Visually inspecting your equipment on a daily basis is the quickest way to spot issues before they become financial problems, unwanted breakdown time, and/or CSA violations.
The next step up from Pre-/Post-Trip inspections involves checking the fluids and filters. Everyone with passenger vehicles should be familiar with oil changes and filter replacements. These things are just, if not more, important in commercial vehicles. (A clogged air filter can kill the fuel mileage in your commercial vehicle.) This inspection covers the high wear-and-tear areas; items that need to be replaced more frequently. Check with your equipment manufacturer or owner’s manual for how often each type of inspection is recommended.
You should also do regular inspections that go more in depth, checking such items as:
Engine oil and filter changes
Fuel filter and system check
Engine and transmission mounts
Drive shafts or CV joints
Electrical system components
Steering and suspension system
Exterior and interior lights
Seat belts and seat structure
Not keeping up with these issues will inevitably lead to more issues that pop up at random times causing you to have forced downtime potentially costing you a lot of money.
The FMCSA requires annual inspections on commercial vehicles. This is a thorough inspection, checking the alignment, brakes, and auxiliary systems – just to name a few. Replace parts that are reaching the end of their lifespan. Cover all the nooks-and-crannies of your equipment.
With a little know how and a quality maintenance plan you can keep your truck in good shape and on the road making money.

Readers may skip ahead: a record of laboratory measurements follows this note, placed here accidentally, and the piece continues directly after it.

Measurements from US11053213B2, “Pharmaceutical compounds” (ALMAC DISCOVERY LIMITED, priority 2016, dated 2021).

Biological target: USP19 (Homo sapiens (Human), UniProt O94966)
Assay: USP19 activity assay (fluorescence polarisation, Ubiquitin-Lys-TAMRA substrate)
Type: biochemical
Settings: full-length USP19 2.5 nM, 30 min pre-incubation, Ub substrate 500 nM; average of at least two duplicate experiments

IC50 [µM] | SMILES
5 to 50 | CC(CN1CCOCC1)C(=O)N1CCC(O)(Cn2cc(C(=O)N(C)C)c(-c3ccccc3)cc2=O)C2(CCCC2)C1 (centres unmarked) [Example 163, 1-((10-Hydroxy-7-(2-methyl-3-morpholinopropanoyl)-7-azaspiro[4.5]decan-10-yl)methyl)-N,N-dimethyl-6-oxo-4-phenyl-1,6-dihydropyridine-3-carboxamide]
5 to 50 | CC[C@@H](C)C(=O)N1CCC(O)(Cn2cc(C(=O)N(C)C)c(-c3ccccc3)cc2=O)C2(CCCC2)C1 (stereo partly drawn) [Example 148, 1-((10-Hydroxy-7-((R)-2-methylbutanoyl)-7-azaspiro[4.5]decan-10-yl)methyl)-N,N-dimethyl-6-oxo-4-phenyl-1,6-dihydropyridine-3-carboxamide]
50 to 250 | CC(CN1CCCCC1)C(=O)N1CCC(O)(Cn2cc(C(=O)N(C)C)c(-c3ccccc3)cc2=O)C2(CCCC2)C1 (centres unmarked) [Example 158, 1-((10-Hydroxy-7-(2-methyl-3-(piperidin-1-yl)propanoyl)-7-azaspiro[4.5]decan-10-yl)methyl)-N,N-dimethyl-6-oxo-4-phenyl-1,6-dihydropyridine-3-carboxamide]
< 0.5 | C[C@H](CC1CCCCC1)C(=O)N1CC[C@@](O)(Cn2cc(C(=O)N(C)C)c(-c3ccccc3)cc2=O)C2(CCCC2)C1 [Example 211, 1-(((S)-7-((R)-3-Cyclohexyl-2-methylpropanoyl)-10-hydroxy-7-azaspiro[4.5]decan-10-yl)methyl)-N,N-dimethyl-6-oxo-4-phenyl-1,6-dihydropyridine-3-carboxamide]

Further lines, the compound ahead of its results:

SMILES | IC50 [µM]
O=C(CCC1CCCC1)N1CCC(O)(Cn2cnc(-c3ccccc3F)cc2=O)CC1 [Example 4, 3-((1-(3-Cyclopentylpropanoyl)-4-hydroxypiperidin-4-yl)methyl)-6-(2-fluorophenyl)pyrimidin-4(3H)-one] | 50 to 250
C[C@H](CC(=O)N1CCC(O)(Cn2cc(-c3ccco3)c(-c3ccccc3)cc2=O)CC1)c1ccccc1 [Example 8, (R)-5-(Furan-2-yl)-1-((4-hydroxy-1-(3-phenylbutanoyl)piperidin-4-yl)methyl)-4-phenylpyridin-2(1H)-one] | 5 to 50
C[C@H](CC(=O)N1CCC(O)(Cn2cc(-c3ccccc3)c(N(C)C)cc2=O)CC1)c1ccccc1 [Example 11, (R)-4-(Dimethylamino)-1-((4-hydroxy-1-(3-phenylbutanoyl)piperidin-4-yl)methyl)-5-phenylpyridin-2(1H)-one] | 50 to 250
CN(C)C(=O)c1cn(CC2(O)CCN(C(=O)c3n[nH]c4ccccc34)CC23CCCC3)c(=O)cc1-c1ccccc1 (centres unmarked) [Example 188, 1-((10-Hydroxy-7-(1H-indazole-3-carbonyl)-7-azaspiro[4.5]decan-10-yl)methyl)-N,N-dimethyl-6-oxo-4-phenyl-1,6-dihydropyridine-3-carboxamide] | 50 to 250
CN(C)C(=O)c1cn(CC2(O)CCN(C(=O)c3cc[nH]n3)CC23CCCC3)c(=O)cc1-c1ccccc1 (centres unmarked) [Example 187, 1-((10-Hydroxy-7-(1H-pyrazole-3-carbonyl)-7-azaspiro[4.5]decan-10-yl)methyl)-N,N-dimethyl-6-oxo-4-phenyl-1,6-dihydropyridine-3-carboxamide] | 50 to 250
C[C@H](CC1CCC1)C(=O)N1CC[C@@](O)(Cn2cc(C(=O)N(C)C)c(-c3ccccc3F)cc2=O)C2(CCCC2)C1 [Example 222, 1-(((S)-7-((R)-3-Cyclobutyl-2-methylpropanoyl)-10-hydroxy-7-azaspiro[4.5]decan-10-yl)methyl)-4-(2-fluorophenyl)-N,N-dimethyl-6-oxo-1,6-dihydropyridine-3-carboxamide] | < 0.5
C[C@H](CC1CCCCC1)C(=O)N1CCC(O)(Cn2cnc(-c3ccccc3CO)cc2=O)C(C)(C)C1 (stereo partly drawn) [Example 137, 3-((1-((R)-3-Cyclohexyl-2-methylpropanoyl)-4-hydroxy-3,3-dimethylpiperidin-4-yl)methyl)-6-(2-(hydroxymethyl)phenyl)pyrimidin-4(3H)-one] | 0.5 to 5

A semi-truck maintenance schedule is different from your trip inspection as it is a set period of time that you will perform regular maintenance by making minor repairs or replacements of parts. This is to ensure you don’t go too long and cause those parts to fail and consequently affect other parts as well. Our vehicles are very complex in nature and every part connects to another part and when they are worn or not functioning correctly it can cause that error to affect the next part in line and so forth. Before you know it you have a bad situation on your hands.
Sometimes this means replacing items before they are truly faulty, but that is where the word preventive comes into play. You are replacing those components because they have an approximate lifespan that you know is coming near its end. Instead of milking it for every inch of life it has and running the risk of causing damage you just swap it out and keep on going. Some may not agree with this approach but in the trucking industry your equipment is what keeps a paycheck coming in and is not worth the risk of putting off.
The span of time in your maintenance schedule can vary depending on equipment and you can compile that information and come up with a schedule that best works for you and your equipment specific needs. Some parts may need changed annually while others need to be changed after a set amount of miles. In the end this still takes some thought as it largely depends how many miles you put on your equipment within those set amounts of time.